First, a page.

Betsy DeVos

Attention New York Times editors: There are private Christian colleges on religious left, as well

Attention New York Times editors: There are private Christian colleges on religious left, as well

When it comes to theology and doctrine, the world of higher education is a complex place.

For example, did you know that there are liberal Catholic colleges as well as conservative Catholic colleges? Then there are other schools that are left of center and right of center.

There are liberal Baptist colleges and universities and there are conservative Baptist options, as well. Once again, there are myriad options somewhere in the middle. Ditto for Lutheran schools. Ditto for schools with strong or weak ties to Presbyterian and Methodist thought.

At the same time, there are lots of private colleges and universities that are "secular," or, at the very least, free of any ties -- past or present -- to a specific religious tradition. Some are quite liberal, on matters of culture and morality, and a few are conservative.

So here is a tough question: How does the government relate to all of these private campuses? How does it relate to them, in terms of government funds and tax issues, without sliding into a kind of "viewpoint discrimination" that says secular intellectual content is acceptable and religious content is uniquely dangerous? Or even trickier, should "progressive" (or perhaps nearly nonexistent) religious intellectual content and doctrine be acceptable, while "orthodox" religious content is not?

Or how about this: Should the government strive to treat all private schools the same, no matter what kind of doctrine -- secular or religions, liberal of conservative -- defines life in these voluntary associations of believers or nonbelievers?

Now, I realize that this was quite an overture for a GetReligion post. Here is why I wrote it: There are some important voices and points of view missing in the New York Times story that ran with this headline: "DeVos Moves to Loosen Restrictions on Federal Aid to Religious Colleges." In addition to its focus on evangelical schools, this story really needed input from educational leaders on liberal religious campuses and even secular private campuses.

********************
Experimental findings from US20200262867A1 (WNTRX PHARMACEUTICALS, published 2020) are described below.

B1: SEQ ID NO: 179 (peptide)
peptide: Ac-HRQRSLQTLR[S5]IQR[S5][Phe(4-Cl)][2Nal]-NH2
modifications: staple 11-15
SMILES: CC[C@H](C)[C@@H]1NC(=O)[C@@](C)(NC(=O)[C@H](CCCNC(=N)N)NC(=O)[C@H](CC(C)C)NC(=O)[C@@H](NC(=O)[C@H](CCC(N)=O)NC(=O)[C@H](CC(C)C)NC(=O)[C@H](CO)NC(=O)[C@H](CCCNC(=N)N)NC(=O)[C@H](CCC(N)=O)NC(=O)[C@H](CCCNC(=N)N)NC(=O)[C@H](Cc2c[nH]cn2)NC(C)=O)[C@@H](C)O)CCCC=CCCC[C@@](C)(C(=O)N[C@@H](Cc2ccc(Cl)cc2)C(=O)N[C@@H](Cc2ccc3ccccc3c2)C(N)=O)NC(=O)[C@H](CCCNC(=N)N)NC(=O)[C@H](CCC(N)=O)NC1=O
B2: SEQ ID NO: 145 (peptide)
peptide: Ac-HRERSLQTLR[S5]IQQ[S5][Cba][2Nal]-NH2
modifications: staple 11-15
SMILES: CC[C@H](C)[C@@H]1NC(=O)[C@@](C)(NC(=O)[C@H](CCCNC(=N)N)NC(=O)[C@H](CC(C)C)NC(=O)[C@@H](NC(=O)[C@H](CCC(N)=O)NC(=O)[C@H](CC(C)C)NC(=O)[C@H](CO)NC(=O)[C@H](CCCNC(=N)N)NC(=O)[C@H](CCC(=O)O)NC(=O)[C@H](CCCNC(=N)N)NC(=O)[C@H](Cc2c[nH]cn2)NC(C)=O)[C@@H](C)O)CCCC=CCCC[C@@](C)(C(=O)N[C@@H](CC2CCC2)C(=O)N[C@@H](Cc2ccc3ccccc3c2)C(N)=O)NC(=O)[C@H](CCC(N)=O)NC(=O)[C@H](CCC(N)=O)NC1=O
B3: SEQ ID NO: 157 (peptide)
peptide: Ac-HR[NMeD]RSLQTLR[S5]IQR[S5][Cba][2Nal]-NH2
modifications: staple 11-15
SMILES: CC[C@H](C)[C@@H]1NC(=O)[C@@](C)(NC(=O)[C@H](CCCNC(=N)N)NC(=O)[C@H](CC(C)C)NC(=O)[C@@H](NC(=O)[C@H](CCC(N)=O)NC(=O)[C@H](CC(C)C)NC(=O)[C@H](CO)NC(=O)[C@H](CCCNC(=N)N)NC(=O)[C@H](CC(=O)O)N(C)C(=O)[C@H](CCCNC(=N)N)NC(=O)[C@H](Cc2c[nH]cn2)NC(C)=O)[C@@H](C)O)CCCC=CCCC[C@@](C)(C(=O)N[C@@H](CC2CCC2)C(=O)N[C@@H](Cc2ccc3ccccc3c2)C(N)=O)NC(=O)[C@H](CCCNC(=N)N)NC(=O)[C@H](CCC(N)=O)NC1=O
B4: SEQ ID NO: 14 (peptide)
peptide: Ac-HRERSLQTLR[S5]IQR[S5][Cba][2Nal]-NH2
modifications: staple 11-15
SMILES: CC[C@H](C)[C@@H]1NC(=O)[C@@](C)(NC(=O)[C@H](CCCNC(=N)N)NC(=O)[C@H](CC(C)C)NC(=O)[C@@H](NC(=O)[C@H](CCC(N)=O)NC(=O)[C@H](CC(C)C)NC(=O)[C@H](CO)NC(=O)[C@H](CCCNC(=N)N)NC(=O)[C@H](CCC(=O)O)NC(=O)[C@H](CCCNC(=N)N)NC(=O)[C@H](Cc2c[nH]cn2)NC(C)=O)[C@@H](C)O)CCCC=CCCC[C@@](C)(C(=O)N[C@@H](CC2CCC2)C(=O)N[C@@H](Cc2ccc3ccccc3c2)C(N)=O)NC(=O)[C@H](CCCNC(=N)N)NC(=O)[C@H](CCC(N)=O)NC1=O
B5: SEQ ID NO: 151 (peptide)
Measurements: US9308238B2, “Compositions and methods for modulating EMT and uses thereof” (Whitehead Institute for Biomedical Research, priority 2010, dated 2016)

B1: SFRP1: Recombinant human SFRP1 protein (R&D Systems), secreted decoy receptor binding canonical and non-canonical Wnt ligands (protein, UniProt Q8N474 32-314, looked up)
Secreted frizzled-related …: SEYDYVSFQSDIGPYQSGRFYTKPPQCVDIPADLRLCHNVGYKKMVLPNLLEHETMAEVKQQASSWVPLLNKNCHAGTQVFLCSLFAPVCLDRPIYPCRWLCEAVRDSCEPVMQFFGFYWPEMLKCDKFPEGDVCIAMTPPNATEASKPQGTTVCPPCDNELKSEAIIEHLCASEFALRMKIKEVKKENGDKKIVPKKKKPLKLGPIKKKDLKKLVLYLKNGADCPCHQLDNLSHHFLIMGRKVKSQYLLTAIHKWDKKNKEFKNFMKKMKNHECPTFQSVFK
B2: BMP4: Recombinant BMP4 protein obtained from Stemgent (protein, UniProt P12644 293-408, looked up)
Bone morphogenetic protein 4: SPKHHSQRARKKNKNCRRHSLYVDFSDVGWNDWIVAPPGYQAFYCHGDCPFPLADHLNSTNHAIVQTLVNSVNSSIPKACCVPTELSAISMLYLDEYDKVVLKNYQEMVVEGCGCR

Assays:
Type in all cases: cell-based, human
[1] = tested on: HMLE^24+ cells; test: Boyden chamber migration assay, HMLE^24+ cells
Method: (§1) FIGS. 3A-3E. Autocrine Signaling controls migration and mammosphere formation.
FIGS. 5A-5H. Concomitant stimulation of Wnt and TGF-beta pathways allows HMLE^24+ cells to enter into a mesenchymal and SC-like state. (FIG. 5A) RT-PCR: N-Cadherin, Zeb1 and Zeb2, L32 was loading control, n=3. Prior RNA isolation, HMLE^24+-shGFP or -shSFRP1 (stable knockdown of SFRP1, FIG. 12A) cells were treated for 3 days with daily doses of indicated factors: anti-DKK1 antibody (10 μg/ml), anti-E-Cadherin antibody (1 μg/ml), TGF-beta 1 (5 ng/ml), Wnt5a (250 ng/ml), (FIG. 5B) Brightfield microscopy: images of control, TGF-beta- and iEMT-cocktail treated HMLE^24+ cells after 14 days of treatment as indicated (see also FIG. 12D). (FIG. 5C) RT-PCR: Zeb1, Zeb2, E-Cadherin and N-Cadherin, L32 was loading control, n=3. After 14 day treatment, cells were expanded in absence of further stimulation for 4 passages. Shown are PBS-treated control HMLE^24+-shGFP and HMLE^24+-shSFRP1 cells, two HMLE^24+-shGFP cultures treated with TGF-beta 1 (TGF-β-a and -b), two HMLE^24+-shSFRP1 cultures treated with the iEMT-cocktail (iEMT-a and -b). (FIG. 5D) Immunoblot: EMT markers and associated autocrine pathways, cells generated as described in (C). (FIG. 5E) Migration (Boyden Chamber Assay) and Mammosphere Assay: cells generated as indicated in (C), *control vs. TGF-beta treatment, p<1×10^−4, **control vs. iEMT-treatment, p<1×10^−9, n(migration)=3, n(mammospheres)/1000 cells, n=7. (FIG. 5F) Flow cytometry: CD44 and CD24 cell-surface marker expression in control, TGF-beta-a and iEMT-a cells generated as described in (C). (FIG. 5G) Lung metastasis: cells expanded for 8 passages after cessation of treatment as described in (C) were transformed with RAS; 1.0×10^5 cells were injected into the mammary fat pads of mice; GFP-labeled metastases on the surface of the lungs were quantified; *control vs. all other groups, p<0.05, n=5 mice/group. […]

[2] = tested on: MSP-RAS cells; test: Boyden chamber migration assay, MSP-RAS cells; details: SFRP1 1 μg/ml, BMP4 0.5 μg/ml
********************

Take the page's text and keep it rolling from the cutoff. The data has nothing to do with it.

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Clarification please: Associated Press adds to confusion in private higher ed story (updated)

Clarification please: Associated Press adds to confusion in private higher ed story (updated)

This is not rocket science. (Or maybe it is? See update at the end of this piece.)

For a week or so, I have been watching to see if editors at the Associated Press were going to run a correction about a story about some fine print in the Republican tax bill. The headline on that story stated: "Senate votes to block special break for conservative college."

Note that the word "college" is singular.

That "fact" was at the heart of the debate, as shown in the overture for this hard-news story:

WASHINGTON (AP) -- Senate Democrats ... successfully blocked a provision in the Republicans’ sweeping tax bill designed to give a special tax break to a conservative college in Michigan.
Democrats said the tax break was designed to help just one politically-connected school: Hillsdale College in southern Michigan.
“I can’t find anybody else in America who benefits from this particular provision. That doesn’t strike me as right,” said Sen. Ron Wyden, D-Ore.
Sen. Claire McCaskill, D-Mo., said, “It feels like this is a very limited provision written for a very special person.”

The key fact here is that Hillsdale College does not accept federal funds, including funds linked to scholarships and student aid. The basic idea is that government money will inevitably have strings attached. Thus:

The tax package would impose a new tax on investment income earned by some private universities and colleges. Sen. Pat Toomey, R-Pa., added a provision exempting certain colleges that don’t receive federal funds. Democrats said Hillsdale was the only college that would benefit.